There is Currently no demand among Used Car Buyers for Petrol 4x4s

Parker’s, Britain’s biggest and best-selling car price guide has gained exclusive information from trade insiders which suggests that there is currently no demand among used car buyers for petrol 4x4s. This means owners of the vehicles may be unable to change their cars as dealers steer clear of the thirsty off-roaders - particularly those with big V8 engines - and are far less likely to take them in part exchange.

Parker’s source confirmed several individual stories of customers who have been refused part exchange for their large petrol 4x4s in order to purchase a new car. And he went on to say that no matter how cheap the car, dealers are simply not accepting the gas guzzling models as they are in danger of sitting on the forecourt for months on end while the value plummets.

Kieren Puffett, Editor of Parker’s comments: "The large 4x4 market should stabilise eventually, but by the time that happens large 4x4s with petrol engines will be worth substantially less that they had been until fairly recently. In the meantime it's hardly surprising that car dealers are nervous of accepting cars like this in part exchange."

It has been further revealed that even if dealers were to offer rock bottom prices for the cars and send them to auction, there is no longer any guarantee they would sell. While owners of 4x4s could be looking to swap due to high petrol costs and the potentially large road tax bill, it seems there is no appetite for the thirsty cars as buyers are put off for the very same reasons. The higher fuel consumption models could cost £100 or more to fill up with soaring petrol prices, and then there’s possibility of becoming liable for more than £450 a year in vehicle excise duty by 2010 for models currently two years old.

Andrew Harrison-Smith, owner of independent Land Rover specialist Nene Overland says that while the whole 4x4 market was facing a difficult time, depreciation on petrol 4x4s is currently very heavy. “Values for petrol engine 4x4s are £3000 or even £4000 lower than for the diesels” he told Parker’s. However he also suggests that owners and buyers could be hit less hard if they consider converting large petrol Land Rovers and Jeeps to run on LPG (liquefied petroleum gas).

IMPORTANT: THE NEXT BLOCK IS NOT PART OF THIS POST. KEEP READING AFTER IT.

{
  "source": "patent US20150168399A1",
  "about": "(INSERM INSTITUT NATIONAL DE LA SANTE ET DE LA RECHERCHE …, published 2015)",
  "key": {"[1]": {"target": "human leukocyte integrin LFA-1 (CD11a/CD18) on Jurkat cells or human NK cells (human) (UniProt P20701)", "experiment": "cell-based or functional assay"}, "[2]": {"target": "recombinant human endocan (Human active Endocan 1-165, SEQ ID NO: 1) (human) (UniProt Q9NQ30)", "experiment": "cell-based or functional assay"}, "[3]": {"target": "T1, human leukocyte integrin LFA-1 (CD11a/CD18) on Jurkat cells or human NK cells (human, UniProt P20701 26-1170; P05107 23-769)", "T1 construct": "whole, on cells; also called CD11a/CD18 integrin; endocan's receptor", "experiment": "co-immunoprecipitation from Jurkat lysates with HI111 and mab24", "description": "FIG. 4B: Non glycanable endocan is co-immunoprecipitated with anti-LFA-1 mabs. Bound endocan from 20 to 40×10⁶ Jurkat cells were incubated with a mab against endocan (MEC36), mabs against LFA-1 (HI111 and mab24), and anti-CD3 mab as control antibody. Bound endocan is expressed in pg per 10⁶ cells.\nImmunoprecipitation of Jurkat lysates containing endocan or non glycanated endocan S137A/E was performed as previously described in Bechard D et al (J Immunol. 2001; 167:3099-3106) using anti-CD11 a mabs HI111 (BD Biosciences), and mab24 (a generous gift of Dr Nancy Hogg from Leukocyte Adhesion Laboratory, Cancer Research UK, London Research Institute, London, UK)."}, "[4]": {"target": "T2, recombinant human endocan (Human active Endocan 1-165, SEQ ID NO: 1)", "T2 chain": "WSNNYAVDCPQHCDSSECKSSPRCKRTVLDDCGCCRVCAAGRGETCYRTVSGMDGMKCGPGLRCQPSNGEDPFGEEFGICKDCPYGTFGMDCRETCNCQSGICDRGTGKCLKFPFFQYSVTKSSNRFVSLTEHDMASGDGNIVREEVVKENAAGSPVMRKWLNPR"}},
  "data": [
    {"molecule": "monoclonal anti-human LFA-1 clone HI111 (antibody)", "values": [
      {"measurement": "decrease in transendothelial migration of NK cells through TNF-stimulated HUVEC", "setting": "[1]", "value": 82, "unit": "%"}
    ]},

The association representing franchised dealers confirmed large off-roaders presented sales staff with a big challenge, but claimed there wasn’t a blanket policy to refuse petrol 4x4s as a part exchanges. Sue Robinson, director of the National Franchised Dealer Association told Parker’s “The market for 4x4s has become tougher following the Government’s announcement in the budget of revised VED rates for higher polluting cars. This has had an impact on values of these vehicles, which has meant that all dealers have had to review their stocking policies to make sure they are holding the right stock of vehicle to sell. This is not a new practice, it is something that has occurred for many years as dealers endeavor to hold their optimum stock”.

The advice from Parker’s is to firstly, look at selling your car privately. Parker’s top tips for selling privately include:

  • Ensure the car has had a recent service and MOT to reassure buyers
  • Repair any small chips or dents in the bodywork – a couple of hundred pounds spent could make the difference in selling a car that looks pristine
  • Spend money on a valet
  • Be choosy about where you take the photograph for an advert – bright sunny days are best, park the car at an angle showing the front three quarters for a main picture

The other option is to convert to LPG. Many petrol 4x4 owners convert their cars to run on both LPG and petrol. LPG is around half the price of unleaded petrol and is available from about 1300 filling stations in the UK. However, take care when considering this; it isn’t a simple task of adding a tank and a fuel line, certain components must also be changed, so find a LP Gas Association approved converter to carry out the work.

1 July 2008 Staff

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